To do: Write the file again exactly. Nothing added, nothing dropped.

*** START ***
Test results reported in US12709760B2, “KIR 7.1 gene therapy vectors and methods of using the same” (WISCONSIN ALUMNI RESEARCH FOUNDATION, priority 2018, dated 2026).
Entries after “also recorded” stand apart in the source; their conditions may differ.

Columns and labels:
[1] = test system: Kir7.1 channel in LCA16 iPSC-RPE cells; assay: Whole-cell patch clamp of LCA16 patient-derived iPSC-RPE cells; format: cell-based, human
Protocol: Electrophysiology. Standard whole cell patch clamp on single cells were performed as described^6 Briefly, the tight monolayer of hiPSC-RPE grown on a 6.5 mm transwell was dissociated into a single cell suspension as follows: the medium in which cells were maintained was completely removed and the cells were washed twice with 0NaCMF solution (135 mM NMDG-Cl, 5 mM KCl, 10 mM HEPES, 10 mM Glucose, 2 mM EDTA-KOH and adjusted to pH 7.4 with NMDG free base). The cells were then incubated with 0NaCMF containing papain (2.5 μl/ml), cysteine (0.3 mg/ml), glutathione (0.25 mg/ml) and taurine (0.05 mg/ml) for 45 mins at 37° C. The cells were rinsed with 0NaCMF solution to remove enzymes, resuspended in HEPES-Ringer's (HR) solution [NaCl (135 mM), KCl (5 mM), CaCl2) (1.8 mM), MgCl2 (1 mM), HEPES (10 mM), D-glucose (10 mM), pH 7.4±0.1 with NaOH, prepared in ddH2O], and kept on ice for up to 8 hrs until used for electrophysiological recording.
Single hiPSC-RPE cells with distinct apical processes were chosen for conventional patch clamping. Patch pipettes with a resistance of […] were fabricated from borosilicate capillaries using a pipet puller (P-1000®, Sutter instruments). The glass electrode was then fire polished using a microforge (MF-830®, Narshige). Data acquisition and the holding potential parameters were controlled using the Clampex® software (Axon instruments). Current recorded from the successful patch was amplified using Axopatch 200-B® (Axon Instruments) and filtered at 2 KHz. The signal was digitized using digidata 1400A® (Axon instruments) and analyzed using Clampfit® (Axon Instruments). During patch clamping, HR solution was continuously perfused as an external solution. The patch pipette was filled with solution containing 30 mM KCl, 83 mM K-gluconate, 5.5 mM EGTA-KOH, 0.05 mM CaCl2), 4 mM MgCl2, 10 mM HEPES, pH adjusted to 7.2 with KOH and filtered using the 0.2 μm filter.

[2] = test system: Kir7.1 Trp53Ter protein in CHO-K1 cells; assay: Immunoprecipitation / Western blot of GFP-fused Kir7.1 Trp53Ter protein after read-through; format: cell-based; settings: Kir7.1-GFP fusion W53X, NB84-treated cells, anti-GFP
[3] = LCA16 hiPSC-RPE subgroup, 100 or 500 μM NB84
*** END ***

Test results reported in US12709760B2, “KIR 7.1 gene therapy vectors and methods of using the same” (WISCONSIN ALUMNI RESEARCH FOUNDATION, priority 2018, dated 2026).
Entries after “also recorded” stand apart in the source; their conditions may differ.

Columns and labels:
[1] = test system: Kir7.1 channel in LCA16 iPSC-RPE cells; assay: Whole-cell patch clamp of LCA16 patient-derived iPSC-RPE cells; format: cell-based, human
Protocol: Electrophysiology. Standard whole cell patch clamp on single cells were performed as described^6 Briefly, the tight monolayer of hiPSC-RPE grown on a 6.5 mm transwell was dissociated into a single cell suspension as follows: the medium in which cells were maintained was completely removed and the cells were washed twice with 0NaCMF solution (135 mM NMDG-Cl, 5 mM KCl, 10 mM HEPES, 10 mM Glucose, 2 mM EDTA-KOH and adjusted to pH 7.4 with NMDG free base). The cells were then incubated with 0NaCMF containing papain (2.5 μl/ml), cysteine (0.3 mg/ml), glutathione (0.25 mg/ml) and taurine (0.05 mg/ml) for 45 mins at 37° C. The cells were rinsed with 0NaCMF solution to remove enzymes, resuspended in HEPES-Ringer's (HR) solution [NaCl (135 mM), KCl (5 mM), CaCl2) (1.8 mM), MgCl2 (1 mM), HEPES (10 mM), D-glucose (10 mM), pH 7.4±0.1 with NaOH, prepared in ddH2O], and kept on ice for up to 8 hrs until used for electrophysiological recording.
Single hiPSC-RPE cells with distinct apical processes were chosen for conventional patch clamping. Patch pipettes with a resistance of […] were fabricated from borosilicate capillaries using a pipet puller (P-1000®, Sutter instruments). The glass electrode was then fire polished using a microforge (MF-830®, Narshige). Data acquisition and the holding potential parameters were controlled using the Clampex® software (Axon instruments). Current recorded from the successful patch was amplified using Axopatch 200-B® (Axon Instruments) and filtered at 2 KHz. The signal was digitized using digidata 1400A® (Axon instruments) and analyzed using Clampfit® (Axon Instruments). During patch clamping, HR solution was continuously perfused as an external solution. The patch pipette was filled with solution containing 30 mM KCl, 83 mM K-gluconate, 5.5 mM EGTA-KOH, 0.05 mM CaCl2), 4 mM MgCl2, 10 mM HEPES, pH adjusted to 7.2 with KOH and filtered using the 0.2 μm filter.

[2] = test system: Kir7.1 Trp53Ter protein in CHO-K1 cells; assay: Immunoprecipitation / Western blot of GFP-fused Kir7.1 Trp53Ter protein after read-through; format: cell-based; settings: Kir7.1-GFP fusion W53X, NB84-treated cells, anti-GFP
[3] = LCA16 hiPSC-RPE subgroup, 100 or 500 μM NB84